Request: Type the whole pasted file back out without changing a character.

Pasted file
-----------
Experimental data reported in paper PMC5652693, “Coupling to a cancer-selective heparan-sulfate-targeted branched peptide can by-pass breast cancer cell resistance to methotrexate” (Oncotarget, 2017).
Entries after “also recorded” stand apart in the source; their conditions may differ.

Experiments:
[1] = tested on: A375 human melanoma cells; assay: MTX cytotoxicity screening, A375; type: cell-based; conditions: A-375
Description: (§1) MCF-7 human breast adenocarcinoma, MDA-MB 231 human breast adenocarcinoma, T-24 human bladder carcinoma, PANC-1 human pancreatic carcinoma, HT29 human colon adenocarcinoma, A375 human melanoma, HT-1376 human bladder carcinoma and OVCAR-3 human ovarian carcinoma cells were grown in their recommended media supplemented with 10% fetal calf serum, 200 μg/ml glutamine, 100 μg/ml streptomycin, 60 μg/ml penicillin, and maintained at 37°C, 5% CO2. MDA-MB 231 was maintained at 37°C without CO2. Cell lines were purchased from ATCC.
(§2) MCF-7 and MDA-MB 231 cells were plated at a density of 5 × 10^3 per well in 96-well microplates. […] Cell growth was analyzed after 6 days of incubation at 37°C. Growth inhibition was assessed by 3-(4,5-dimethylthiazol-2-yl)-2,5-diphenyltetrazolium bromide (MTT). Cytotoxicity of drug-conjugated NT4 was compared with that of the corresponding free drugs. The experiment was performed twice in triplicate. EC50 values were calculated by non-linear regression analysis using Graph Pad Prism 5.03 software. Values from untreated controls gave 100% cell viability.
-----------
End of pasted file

Experimental data reported in paper PMC5652693, “Coupling to a cancer-selective heparan-sulfate-targeted branched peptide can by-pass breast cancer cell resistance to methotrexate” (Oncotarget, 2017).
Entries after “also recorded” stand apart in the source; their conditions may differ.

Experiments:
[1] = tested on: A375 human melanoma cells; assay: MTX cytotoxicity screening, A375; type: cell-based; conditions: A-375
Description: (§1) MCF-7 human breast adenocarcinoma, MDA-MB 231 human breast adenocarcinoma, T-24 human bladder carcinoma, PANC-1 human pancreatic carcinoma, HT29 human colon adenocarcinoma, A375 human melanoma, HT-1376 human bladder carcinoma and OVCAR-3 human ovarian carcinoma cells were grown in their recommended media supplemented with 10% fetal calf serum, 200 μg/ml glutamine, 100 μg/ml streptomycin, 60 μg/ml penicillin, and maintained at 37°C, 5% CO2. MDA-MB 231 was maintained at 37°C without CO2. Cell lines were purchased from ATCC.
(§2) MCF-7 and MDA-MB 231 cells were plated at a density of 5 × 10^3 per well in 96-well microplates. […] Cell growth was analyzed after 6 days of incubation at 37°C. Growth inhibition was assessed by 3-(4,5-dimethylthiazol-2-yl)-2,5-diphenyltetrazolium bromide (MTT). Cytotoxicity of drug-conjugated NT4 was compared with that of the corresponding free drugs. The experiment was performed twice in triplicate. EC50 values were calculated by non-linear regression analysis using Graph Pad Prism 5.03 software. Values from untreated controls gave 100% cell viability.